But in today’s system it’s not obsolete, because there are newly organized somewhat victorious revolutions going on all around the world. It’s interesting to have this discussion to bring history in today’s situation and to deal with art system as a place where revolution is needed. It’s a smaller system that also has all the structure that the political system has. The artists are the slaves and museums and galleries are basically the government. They all relate to each other in a similar way that the political system works. I’m interested in the system, how artists can find themselves and keep themselves free from this kind of authority.
It’s also interesting that your struggle becomes most real within the institution that is the closest to you – that is the art world. Is it because this is the closest authority you have to face with? Or you feel that you have the authority to fuck it up, because you are an artist?
I don’t have any authority. The only authority I have is how I define Neoism or create my own works. But besides that we don’t have any authoritarian system or corporation, not even a registered group. Everybody shares the same space. We communicate with each other in a brotherhood type of way, that obviously uses certain iconic images and ideas of dictatorships and religious faces, all kind of conceptual ideas that makes it look like an organized system. But in fact it’s not – it’s a kind of fake science.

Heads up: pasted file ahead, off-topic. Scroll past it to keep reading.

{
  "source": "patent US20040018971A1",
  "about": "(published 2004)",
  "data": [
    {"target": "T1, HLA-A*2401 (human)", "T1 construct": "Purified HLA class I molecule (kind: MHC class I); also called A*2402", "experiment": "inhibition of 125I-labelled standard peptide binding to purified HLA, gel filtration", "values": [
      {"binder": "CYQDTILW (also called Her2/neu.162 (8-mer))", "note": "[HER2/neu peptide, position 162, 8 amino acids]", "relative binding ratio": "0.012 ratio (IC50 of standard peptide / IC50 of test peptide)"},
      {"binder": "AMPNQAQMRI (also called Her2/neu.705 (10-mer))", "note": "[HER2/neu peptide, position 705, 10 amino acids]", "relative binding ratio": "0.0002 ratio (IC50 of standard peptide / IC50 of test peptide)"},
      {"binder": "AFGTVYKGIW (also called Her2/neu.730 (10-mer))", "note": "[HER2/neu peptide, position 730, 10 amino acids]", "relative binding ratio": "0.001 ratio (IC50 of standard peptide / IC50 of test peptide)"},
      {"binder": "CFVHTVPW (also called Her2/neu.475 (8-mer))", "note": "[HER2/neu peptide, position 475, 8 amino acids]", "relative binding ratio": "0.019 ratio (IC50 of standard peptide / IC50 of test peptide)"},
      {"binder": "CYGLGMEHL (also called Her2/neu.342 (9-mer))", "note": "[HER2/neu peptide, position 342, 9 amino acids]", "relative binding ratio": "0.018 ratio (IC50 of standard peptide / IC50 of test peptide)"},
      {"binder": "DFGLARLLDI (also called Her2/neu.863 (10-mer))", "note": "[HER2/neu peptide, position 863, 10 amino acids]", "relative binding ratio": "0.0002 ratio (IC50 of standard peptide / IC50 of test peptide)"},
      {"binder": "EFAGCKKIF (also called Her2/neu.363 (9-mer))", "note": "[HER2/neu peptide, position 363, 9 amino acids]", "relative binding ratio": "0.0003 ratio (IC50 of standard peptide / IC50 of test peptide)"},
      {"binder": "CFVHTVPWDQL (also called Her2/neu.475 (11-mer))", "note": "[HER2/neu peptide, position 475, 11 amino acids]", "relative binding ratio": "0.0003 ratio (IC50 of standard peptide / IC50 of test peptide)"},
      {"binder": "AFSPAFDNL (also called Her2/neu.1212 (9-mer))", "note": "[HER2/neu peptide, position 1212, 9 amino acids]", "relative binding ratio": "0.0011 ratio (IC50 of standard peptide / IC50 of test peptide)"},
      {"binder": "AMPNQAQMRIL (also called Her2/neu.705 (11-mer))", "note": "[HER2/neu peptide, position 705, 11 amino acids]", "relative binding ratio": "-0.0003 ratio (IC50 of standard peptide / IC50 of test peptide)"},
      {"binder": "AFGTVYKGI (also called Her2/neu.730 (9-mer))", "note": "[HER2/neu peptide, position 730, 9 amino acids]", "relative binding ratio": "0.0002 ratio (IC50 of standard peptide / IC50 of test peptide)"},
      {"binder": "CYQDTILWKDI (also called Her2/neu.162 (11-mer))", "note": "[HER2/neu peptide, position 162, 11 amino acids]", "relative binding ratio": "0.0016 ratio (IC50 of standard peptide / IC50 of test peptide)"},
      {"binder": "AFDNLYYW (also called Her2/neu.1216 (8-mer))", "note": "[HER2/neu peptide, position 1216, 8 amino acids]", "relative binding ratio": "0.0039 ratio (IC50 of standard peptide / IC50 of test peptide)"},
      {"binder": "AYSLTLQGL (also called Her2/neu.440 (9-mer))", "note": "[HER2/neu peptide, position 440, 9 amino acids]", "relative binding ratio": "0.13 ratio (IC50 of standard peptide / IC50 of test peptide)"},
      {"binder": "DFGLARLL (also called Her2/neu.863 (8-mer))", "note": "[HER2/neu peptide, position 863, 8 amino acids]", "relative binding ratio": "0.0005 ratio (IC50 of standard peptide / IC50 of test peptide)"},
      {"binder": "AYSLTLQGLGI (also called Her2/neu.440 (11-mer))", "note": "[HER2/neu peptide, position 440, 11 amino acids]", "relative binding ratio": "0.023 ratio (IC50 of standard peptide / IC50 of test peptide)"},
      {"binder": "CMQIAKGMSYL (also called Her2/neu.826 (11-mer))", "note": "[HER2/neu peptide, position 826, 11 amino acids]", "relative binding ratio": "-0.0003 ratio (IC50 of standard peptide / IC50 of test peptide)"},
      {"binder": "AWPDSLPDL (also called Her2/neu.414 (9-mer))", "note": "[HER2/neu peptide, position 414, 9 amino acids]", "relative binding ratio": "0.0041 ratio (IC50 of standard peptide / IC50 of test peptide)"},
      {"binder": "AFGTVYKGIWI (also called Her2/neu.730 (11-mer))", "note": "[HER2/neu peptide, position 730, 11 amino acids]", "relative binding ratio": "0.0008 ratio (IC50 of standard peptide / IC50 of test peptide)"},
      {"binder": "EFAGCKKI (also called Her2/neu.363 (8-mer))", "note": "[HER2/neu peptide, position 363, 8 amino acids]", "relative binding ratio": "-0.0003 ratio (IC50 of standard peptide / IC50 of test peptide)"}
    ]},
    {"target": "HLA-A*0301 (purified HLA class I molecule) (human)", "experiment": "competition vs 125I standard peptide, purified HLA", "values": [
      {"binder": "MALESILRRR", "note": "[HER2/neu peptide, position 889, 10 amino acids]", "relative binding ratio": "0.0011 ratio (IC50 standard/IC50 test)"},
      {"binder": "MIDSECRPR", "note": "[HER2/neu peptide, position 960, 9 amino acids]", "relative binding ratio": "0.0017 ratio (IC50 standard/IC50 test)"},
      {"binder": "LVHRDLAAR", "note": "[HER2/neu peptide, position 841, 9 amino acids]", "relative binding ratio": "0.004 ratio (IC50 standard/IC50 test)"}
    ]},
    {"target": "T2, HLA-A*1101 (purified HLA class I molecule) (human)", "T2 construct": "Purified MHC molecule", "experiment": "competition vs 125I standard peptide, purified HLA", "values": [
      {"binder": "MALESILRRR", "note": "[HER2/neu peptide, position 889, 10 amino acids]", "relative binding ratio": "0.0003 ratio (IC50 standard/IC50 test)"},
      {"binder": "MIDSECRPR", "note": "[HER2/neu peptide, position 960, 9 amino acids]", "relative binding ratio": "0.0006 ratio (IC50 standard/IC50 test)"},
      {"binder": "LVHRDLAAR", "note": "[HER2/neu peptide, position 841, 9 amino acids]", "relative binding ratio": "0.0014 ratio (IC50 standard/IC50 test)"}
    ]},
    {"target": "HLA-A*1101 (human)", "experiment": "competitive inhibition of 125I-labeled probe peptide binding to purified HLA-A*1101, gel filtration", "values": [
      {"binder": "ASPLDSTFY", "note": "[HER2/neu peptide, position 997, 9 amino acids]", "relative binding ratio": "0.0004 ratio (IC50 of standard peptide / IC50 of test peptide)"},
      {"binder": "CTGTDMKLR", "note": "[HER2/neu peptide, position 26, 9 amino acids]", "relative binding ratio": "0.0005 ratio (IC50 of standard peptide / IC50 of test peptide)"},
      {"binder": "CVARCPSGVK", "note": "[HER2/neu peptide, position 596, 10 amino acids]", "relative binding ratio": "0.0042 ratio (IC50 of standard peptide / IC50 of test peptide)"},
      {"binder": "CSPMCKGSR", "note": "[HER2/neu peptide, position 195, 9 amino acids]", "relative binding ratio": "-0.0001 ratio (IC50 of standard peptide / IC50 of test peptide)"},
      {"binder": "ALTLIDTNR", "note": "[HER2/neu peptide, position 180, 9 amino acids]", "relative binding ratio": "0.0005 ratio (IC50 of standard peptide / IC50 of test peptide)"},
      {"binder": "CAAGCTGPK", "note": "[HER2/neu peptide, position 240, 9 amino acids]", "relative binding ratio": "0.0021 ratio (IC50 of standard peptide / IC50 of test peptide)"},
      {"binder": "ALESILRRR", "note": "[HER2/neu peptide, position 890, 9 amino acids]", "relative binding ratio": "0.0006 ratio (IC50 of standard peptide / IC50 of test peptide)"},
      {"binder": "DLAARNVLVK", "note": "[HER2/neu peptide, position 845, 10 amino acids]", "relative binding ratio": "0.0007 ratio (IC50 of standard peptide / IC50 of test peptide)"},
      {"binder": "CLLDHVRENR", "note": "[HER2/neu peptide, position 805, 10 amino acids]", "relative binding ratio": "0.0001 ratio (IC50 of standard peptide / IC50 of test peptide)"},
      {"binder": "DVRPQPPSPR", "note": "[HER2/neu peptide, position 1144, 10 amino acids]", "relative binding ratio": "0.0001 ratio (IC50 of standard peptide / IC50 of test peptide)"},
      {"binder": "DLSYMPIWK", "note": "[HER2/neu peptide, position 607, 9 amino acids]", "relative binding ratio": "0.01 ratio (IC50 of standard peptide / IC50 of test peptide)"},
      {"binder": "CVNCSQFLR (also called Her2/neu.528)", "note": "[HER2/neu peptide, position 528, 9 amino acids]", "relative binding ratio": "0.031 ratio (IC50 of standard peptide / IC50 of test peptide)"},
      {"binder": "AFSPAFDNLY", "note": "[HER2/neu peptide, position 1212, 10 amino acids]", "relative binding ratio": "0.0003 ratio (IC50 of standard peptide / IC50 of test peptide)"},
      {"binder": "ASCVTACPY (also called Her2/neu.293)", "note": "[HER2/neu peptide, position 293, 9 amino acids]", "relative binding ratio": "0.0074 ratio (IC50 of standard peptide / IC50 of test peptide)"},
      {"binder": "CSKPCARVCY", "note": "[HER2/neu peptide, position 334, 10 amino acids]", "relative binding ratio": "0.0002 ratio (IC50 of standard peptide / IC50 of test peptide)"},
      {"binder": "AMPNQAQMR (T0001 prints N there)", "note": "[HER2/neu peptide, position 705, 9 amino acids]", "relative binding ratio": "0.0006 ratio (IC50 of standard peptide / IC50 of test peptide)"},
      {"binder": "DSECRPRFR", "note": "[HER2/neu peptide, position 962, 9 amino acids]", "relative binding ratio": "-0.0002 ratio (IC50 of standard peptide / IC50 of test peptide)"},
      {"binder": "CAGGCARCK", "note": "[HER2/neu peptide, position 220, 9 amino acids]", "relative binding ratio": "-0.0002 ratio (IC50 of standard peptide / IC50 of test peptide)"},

But based on the current exhibition and your previous activities we could see that this is the sphere where your revolution becomes most real – this fight with institution of museums and galleries.
I’m not fighting against them, but I’m fighting against their way of dealing with artists. I find museums are important places for communication and they should be like temples. But they are not, because they are taken over by banks and corporations, by all kind of rules that the board of directors would present, how things have to look like and be exhibited. They create their own esthetics that is very much like mainstream and similar to television and other communication systems that are serving mainstream culture.
One of these days I was visiting you in EKKM. You were making a mural and you said that you don’t want your work look too finished. I added that they should remain open.
I understand that artist have some sort of authority, that an art has to be finished in some ways and that it represents a certain authority and determine certain esthetics and makes a statement that would provide people with the way of thinking. But that’s the same with philosophy and science or anything else that concerns thinking and communication.